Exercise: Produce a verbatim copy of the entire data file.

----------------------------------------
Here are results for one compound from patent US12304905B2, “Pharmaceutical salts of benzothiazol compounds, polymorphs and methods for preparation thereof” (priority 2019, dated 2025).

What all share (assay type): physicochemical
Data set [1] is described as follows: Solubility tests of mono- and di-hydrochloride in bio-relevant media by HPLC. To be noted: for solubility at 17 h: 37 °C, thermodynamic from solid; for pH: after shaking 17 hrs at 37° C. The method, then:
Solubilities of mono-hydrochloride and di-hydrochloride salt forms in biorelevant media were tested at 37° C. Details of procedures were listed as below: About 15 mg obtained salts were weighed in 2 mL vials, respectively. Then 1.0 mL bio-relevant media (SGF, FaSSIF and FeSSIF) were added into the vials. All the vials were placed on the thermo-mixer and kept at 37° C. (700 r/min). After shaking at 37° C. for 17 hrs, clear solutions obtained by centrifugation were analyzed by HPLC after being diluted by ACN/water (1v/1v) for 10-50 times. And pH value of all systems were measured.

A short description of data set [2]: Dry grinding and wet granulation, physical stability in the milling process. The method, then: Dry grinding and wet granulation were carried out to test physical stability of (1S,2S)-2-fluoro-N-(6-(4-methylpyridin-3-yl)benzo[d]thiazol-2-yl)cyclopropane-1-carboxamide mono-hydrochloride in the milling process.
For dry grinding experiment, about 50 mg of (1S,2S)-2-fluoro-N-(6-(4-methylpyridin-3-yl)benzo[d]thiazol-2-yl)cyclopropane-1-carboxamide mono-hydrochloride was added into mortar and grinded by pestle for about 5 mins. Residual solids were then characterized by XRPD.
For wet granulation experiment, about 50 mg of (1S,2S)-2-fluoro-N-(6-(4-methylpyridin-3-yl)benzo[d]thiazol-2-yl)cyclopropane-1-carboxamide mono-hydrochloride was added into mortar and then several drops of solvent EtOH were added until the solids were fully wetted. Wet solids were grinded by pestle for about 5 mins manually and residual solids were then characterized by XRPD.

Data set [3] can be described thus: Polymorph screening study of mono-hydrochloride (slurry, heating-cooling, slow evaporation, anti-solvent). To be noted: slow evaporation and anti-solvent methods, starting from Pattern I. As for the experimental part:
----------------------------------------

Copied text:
Here are results for one compound from patent US12304905B2, “Pharmaceutical salts of benzothiazol compounds, polymorphs and methods for preparation thereof” (priority 2019, dated 2025).

What all share (assay type): physicochemical
Data set [1] is described as follows: Solubility tests of mono- and di-hydrochloride in bio-relevant media by HPLC. To be noted: for solubility at 17 h: 37 °C, thermodynamic from solid; for pH: after shaking 17 hrs at 37° C. The method, then:
Solubilities of mono-hydrochloride and di-hydrochloride salt forms in biorelevant media were tested at 37° C. Details of procedures were listed as below: About 15 mg obtained salts were weighed in 2 mL vials, respectively. Then 1.0 mL bio-relevant media (SGF, FaSSIF and FeSSIF) were added into the vials. All the vials were placed on the thermo-mixer and kept at 37° C. (700 r/min). After shaking at 37° C. for 17 hrs, clear solutions obtained by centrifugation were analyzed by HPLC after being diluted by ACN/water (1v/1v) for 10-50 times. And pH value of all systems were measured.

A short description of data set [2]: Dry grinding and wet granulation, physical stability in the milling process. The method, then: Dry grinding and wet granulation were carried out to test physical stability of (1S,2S)-2-fluoro-N-(6-(4-methylpyridin-3-yl)benzo[d]thiazol-2-yl)cyclopropane-1-carboxamide mono-hydrochloride in the milling process.
For dry grinding experiment, about 50 mg of (1S,2S)-2-fluoro-N-(6-(4-methylpyridin-3-yl)benzo[d]thiazol-2-yl)cyclopropane-1-carboxamide mono-hydrochloride was added into mortar and grinded by pestle for about 5 mins. Residual solids were then characterized by XRPD.
For wet granulation experiment, about 50 mg of (1S,2S)-2-fluoro-N-(6-(4-methylpyridin-3-yl)benzo[d]thiazol-2-yl)cyclopropane-1-carboxamide mono-hydrochloride was added into mortar and then several drops of solvent EtOH were added until the solids were fully wetted. Wet solids were grinded by pestle for about 5 mins manually and residual solids were then characterized by XRPD.

Data set [3] can be described thus: Polymorph screening study of mono-hydrochloride (slurry, heating-cooling, slow evaporation, anti-solvent). To be noted: slow evaporation and anti-solvent methods, starting from Pattern I. As for the experimental part: